One of the announcements that led me to this conclusion was that of Bahrain based Tadhamon Capital launching a new student accommodation joint venture with Future Generation in the UK. A development play, with plans for Sheffield, Colchester and co-incidentally my home town of Guildford, this is yet more evidence, if more was needed, that Islamic investor interest remains across the UK and not just the central zones of London.
This is the latest phase of Tadhamon’s focus on social infrastructure, having previously invested in education, home care, social housing and indeed student accommodation in the past.
Focusing on what is driving such investor interest are the student demand side observations that while the overall number of full-time students has been growing relatively modestly to around 1.7 million currently, two important factors have changed.
Firstly, Cushman & Wakefield reports that the number of students from outside the UK and continental Europe has grown by 69% over the last 10 years, now representing an amazing one in five students in the UK. Such global students are more likely to desire and remain in quality student accommodation.
Meanwhile, with the previous capping of student numbers at each university removed for the 2015/16 academic year, the most oversubscribed universities are now implementing expansion plans, leading to both more students overall and a further propensity for domestic students to travel outside of their home region.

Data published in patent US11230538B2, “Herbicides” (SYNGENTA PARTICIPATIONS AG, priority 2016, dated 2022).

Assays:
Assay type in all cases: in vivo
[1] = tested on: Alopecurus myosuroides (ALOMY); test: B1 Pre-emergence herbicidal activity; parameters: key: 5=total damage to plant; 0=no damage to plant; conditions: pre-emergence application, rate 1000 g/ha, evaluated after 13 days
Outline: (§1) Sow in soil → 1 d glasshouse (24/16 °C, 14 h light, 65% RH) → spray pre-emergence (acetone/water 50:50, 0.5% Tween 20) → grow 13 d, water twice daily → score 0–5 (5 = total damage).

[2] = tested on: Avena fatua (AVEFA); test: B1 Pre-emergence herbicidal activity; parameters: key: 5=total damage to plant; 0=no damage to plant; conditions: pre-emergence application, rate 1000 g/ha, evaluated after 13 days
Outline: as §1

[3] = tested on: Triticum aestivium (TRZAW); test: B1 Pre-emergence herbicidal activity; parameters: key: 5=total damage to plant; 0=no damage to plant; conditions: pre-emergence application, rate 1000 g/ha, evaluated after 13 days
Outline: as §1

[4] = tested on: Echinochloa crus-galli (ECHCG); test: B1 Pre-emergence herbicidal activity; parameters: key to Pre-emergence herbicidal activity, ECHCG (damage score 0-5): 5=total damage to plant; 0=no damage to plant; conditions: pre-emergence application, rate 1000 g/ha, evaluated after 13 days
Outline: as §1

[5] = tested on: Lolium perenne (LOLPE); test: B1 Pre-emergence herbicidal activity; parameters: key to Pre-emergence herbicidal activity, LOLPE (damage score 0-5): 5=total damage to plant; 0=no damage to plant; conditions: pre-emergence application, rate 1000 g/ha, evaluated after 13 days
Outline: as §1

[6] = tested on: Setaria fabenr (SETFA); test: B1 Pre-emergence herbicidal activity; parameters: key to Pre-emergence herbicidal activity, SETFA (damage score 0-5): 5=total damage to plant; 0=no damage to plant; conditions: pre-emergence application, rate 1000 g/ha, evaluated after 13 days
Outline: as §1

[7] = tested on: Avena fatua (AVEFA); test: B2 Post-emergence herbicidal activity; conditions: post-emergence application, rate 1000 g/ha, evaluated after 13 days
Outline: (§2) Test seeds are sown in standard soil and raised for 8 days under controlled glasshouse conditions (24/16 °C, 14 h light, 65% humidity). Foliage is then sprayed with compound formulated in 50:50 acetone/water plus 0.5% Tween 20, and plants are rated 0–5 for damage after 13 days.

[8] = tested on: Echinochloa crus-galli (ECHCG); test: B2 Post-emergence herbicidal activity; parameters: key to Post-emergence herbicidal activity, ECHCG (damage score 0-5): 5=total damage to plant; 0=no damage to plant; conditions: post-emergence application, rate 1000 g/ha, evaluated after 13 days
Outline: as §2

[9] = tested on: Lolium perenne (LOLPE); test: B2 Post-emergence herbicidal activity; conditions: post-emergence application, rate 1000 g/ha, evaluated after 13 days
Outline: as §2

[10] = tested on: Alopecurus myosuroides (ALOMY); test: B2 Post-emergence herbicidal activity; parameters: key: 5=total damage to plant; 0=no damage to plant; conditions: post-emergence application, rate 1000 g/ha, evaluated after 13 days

Meanwhile, as I’ve highlighted before, I firmly believe that it’s the international studies of Islamic investors and their advisors in the first place that provides familiarity with this real estate sector, with former students able to reflect on both good and bad experiences in their previous student accommodation. Certainly, there are many with a soft spot for their previous university town…Bristol for me!
I’m delighted that student accommodation is back in vogue again, but as ever, would encourage caution on the selection of individual opportunities.
With the exception of long leases to universities which are becoming increasingly scarce and expensive, these are operational assets where rental growth, while nationally strong at 3.5% per annum for privately held assets last year, is achieved or lost at an individual property level each year.
If you get it right, there is strong capital appreciation to be achieved, but more than many other sectors, wise selection is critical.
Original article appeared in Islamic Finance News.